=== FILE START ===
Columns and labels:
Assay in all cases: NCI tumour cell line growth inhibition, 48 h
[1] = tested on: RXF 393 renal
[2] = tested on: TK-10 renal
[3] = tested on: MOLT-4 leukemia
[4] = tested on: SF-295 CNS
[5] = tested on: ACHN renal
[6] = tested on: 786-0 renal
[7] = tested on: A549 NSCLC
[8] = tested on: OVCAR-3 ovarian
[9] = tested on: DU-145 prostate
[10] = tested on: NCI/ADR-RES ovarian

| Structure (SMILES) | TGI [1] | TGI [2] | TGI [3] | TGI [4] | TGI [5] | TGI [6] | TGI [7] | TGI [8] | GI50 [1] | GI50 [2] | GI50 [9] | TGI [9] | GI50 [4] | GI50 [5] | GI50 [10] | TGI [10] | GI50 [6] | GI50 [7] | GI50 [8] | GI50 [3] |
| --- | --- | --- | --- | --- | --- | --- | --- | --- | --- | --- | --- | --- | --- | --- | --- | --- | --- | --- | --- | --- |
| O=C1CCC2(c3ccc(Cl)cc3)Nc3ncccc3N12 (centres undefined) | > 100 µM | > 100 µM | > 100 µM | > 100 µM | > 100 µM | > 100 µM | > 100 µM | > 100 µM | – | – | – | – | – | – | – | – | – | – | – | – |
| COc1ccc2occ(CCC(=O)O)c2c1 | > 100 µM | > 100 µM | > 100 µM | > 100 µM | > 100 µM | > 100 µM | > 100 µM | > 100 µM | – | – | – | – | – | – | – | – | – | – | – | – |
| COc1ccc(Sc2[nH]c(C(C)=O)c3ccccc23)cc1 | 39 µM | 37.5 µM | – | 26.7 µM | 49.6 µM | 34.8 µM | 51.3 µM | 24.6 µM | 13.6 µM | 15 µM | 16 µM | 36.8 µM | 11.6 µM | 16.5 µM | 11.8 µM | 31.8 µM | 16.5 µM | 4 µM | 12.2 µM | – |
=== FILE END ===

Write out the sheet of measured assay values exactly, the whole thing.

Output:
Columns and labels:
Assay in all cases: NCI tumour cell line growth inhibition, 48 h
[1] = tested on: RXF 393 renal
[2] = tested on: TK-10 renal
[3] = tested on: MOLT-4 leukemia
[4] = tested on: SF-295 CNS
[5] = tested on: ACHN renal
[6] = tested on: 786-0 renal
[7] = tested on: A549 NSCLC
[8] = tested on: OVCAR-3 ovarian
[9] = tested on: DU-145 prostate
[10] = tested on: NCI/ADR-RES ovarian

| Structure (SMILES) | TGI [1] | TGI [2] | TGI [3] | TGI [4] | TGI [5] | TGI [6] | TGI [7] | TGI [8] | GI50 [1] | GI50 [2] | GI50 [9] | TGI [9] | GI50 [4] | GI50 [5] | GI50 [10] | TGI [10] | GI50 [6] | GI50 [7] | GI50 [8] | GI50 [3] |
| --- | --- | --- | --- | --- | --- | --- | --- | --- | --- | --- | --- | --- | --- | --- | --- | --- | --- | --- | --- | --- |
| O=C1CCC2(c3ccc(Cl)cc3)Nc3ncccc3N12 (centres undefined) | > 100 µM | > 100 µM | > 100 µM | > 100 µM | > 100 µM | > 100 µM | > 100 µM | > 100 µM | – | – | – | – | – | – | – | – | – | – | – | – |
| COc1ccc2occ(CCC(=O)O)c2c1 | > 100 µM | > 100 µM | > 100 µM | > 100 µM | > 100 µM | > 100 µM | > 100 µM | > 100 µM | – | – | – | – | – | – | – | – | – | – | – | – |
| COc1ccc(Sc2[nH]c(C(C)=O)c3ccccc23)cc1 | 39 µM | 37.5 µM | – | 26.7 µM | 49.6 µM | 34.8 µM | 51.3 µM | 24.6 µM | 13.6 µM | 15 µM | 16 µM | 36.8 µM | 11.6 µM | 16.5 µM | 11.8 µM | 31.8 µM | 16.5 µM | 4 µM | 12.2 µM | – |